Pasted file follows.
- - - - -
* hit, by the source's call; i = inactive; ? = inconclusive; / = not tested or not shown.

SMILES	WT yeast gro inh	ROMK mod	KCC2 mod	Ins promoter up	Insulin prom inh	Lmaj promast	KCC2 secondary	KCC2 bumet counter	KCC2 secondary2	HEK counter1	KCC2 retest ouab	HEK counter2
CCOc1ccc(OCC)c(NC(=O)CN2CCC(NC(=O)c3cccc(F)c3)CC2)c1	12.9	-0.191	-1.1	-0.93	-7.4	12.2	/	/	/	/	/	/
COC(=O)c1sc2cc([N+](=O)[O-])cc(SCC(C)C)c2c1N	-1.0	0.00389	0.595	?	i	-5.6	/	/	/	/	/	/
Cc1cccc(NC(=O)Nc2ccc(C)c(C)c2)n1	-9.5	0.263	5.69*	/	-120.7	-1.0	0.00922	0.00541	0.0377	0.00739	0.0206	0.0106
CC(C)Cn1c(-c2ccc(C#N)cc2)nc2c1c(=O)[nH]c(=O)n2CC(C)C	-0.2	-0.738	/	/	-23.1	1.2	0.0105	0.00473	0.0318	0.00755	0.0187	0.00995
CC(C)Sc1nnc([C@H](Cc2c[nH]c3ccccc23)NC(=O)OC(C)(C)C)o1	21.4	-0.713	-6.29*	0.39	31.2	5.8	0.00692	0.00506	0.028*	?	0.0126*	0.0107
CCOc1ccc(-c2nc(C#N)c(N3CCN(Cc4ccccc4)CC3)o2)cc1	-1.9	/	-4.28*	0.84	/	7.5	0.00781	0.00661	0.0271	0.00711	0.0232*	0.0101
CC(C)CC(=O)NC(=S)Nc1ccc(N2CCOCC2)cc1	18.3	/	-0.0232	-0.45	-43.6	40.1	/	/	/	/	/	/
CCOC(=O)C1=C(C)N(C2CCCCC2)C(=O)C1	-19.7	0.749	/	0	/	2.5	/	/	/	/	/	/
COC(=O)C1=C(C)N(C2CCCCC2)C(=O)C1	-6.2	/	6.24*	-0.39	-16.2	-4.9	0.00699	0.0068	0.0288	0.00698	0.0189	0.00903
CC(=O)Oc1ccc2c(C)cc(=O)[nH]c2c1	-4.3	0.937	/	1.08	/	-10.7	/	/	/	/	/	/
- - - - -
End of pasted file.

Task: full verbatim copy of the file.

* hit, by the source's call; i = inactive; ? = inconclusive; / = not tested or not shown.

SMILES	WT yeast gro inh	ROMK mod	KCC2 mod	Ins promoter up	Insulin prom inh	Lmaj promast	KCC2 secondary	KCC2 bumet counter	KCC2 secondary2	HEK counter1	KCC2 retest ouab	HEK counter2
CCOc1ccc(OCC)c(NC(=O)CN2CCC(NC(=O)c3cccc(F)c3)CC2)c1	12.9	-0.191	-1.1	-0.93	-7.4	12.2	/	/	/	/	/	/
COC(=O)c1sc2cc([N+](=O)[O-])cc(SCC(C)C)c2c1N	-1.0	0.00389	0.595	?	i	-5.6	/	/	/	/	/	/
Cc1cccc(NC(=O)Nc2ccc(C)c(C)c2)n1	-9.5	0.263	5.69*	/	-120.7	-1.0	0.00922	0.00541	0.0377	0.00739	0.0206	0.0106
CC(C)Cn1c(-c2ccc(C#N)cc2)nc2c1c(=O)[nH]c(=O)n2CC(C)C	-0.2	-0.738	/	/	-23.1	1.2	0.0105	0.00473	0.0318	0.00755	0.0187	0.00995
CC(C)Sc1nnc([C@H](Cc2c[nH]c3ccccc23)NC(=O)OC(C)(C)C)o1	21.4	-0.713	-6.29*	0.39	31.2	5.8	0.00692	0.00506	0.028*	?	0.0126*	0.0107
CCOc1ccc(-c2nc(C#N)c(N3CCN(Cc4ccccc4)CC3)o2)cc1	-1.9	/	-4.28*	0.84	/	7.5	0.00781	0.00661	0.0271	0.00711	0.0232*	0.0101
CC(C)CC(=O)NC(=S)Nc1ccc(N2CCOCC2)cc1	18.3	/	-0.0232	-0.45	-43.6	40.1	/	/	/	/	/	/
CCOC(=O)C1=C(C)N(C2CCCCC2)C(=O)C1	-19.7	0.749	/	0	/	2.5	/	/	/	/	/	/
COC(=O)C1=C(C)N(C2CCCCC2)C(=O)C1	-6.2	/	6.24*	-0.39	-16.2	-4.9	0.00699	0.0068	0.0288	0.00698	0.0189	0.00903
CC(=O)Oc1ccc2c(C)cc(=O)[nH]c2c1	-4.3	0.937	/	1.08	/	-10.7	/	/	/	/	/	/